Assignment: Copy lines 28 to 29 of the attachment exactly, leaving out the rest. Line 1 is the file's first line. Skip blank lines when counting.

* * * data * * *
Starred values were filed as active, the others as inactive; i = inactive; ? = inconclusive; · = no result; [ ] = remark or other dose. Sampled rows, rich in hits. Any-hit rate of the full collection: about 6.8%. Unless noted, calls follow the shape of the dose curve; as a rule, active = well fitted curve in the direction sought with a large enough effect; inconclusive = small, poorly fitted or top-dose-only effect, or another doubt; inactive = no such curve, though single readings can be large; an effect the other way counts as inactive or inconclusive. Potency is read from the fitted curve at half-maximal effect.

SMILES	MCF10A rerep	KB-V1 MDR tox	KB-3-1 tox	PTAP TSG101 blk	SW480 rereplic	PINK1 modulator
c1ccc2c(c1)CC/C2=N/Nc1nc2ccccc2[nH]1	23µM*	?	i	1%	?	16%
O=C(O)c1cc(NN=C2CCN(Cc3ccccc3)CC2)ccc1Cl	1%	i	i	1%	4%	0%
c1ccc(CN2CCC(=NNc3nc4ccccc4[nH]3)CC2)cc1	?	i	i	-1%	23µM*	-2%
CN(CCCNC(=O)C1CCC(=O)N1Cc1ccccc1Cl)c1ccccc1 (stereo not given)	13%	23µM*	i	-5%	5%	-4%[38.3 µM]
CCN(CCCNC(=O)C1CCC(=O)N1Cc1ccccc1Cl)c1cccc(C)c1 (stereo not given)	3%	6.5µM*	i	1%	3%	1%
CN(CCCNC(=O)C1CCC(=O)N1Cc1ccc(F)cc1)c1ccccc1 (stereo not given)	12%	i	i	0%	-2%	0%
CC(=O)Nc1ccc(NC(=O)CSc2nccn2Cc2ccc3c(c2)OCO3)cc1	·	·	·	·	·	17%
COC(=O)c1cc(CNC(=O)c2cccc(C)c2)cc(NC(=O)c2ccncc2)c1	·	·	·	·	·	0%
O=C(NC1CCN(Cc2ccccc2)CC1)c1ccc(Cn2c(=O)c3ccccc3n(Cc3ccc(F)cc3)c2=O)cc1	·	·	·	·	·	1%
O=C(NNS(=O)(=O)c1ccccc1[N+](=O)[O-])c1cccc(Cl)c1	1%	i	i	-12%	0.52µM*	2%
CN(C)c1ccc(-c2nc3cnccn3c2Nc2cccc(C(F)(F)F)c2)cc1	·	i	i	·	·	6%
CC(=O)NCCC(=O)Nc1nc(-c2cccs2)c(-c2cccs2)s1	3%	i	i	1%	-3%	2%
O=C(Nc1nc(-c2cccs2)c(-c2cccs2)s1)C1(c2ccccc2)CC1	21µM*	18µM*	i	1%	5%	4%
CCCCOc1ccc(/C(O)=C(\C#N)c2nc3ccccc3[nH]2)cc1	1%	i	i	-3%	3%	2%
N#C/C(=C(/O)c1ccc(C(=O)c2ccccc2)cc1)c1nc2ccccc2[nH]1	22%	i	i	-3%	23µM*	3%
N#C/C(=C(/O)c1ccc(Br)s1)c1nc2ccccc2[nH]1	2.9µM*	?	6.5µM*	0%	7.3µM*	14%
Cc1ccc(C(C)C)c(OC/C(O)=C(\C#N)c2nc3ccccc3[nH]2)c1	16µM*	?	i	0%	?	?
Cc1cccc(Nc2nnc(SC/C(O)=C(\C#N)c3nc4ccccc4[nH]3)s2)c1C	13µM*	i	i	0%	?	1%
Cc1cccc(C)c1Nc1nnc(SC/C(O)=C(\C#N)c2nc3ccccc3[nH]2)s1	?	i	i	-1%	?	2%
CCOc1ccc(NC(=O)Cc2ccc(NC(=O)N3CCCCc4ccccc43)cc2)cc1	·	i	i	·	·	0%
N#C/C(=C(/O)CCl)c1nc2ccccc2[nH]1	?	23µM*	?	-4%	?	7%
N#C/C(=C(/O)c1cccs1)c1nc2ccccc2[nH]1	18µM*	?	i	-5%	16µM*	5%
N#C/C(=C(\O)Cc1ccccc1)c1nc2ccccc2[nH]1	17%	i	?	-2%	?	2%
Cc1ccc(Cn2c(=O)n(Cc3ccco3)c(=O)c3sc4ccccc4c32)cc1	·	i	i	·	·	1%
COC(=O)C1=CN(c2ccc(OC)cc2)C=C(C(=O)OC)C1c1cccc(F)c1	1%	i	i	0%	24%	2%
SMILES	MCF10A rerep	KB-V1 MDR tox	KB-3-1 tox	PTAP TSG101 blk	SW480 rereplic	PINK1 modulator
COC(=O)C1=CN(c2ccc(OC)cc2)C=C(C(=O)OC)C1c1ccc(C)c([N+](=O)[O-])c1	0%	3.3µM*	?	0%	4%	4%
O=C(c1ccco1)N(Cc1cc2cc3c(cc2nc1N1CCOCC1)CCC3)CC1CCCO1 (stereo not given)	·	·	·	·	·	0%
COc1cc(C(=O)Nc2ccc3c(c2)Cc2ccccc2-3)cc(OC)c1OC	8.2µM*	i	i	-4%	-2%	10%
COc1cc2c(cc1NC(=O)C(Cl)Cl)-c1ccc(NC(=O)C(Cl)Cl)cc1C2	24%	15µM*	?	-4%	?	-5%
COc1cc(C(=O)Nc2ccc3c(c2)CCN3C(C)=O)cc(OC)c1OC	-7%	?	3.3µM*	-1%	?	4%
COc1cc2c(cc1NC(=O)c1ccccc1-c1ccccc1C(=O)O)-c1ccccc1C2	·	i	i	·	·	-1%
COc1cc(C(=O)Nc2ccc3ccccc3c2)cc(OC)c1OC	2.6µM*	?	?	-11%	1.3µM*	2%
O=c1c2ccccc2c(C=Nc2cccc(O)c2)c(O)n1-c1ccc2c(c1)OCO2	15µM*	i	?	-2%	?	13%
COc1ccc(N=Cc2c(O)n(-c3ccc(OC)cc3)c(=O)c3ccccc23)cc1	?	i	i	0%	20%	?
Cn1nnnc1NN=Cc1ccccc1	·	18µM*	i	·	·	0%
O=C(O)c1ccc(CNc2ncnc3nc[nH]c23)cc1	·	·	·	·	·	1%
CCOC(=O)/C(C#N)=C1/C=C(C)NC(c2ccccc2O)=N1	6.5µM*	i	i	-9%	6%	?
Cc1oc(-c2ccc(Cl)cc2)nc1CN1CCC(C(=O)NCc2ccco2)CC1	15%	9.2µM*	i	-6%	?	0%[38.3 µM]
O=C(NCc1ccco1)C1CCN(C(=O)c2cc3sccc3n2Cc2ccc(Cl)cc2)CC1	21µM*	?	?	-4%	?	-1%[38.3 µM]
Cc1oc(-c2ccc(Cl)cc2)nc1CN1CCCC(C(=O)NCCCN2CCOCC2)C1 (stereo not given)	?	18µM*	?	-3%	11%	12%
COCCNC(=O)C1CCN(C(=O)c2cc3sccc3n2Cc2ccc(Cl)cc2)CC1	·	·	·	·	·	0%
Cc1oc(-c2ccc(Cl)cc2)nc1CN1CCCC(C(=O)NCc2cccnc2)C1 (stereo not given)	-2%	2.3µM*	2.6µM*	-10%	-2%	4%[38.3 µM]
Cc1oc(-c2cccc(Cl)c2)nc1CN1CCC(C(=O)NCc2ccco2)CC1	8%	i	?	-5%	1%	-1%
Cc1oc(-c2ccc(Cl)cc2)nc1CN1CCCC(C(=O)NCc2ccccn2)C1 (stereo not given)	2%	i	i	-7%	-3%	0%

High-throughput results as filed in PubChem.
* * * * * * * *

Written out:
SMILES	MCF10A rerep	KB-V1 MDR tox	KB-3-1 tox	PTAP TSG101 blk	SW480 rereplic	PINK1 modulator
COC(=O)C1=CN(c2ccc(OC)cc2)C=C(C(=O)OC)C1c1ccc(C)c([N+](=O)[O-])c1	0%	3.3µM*	?	0%	4%	4%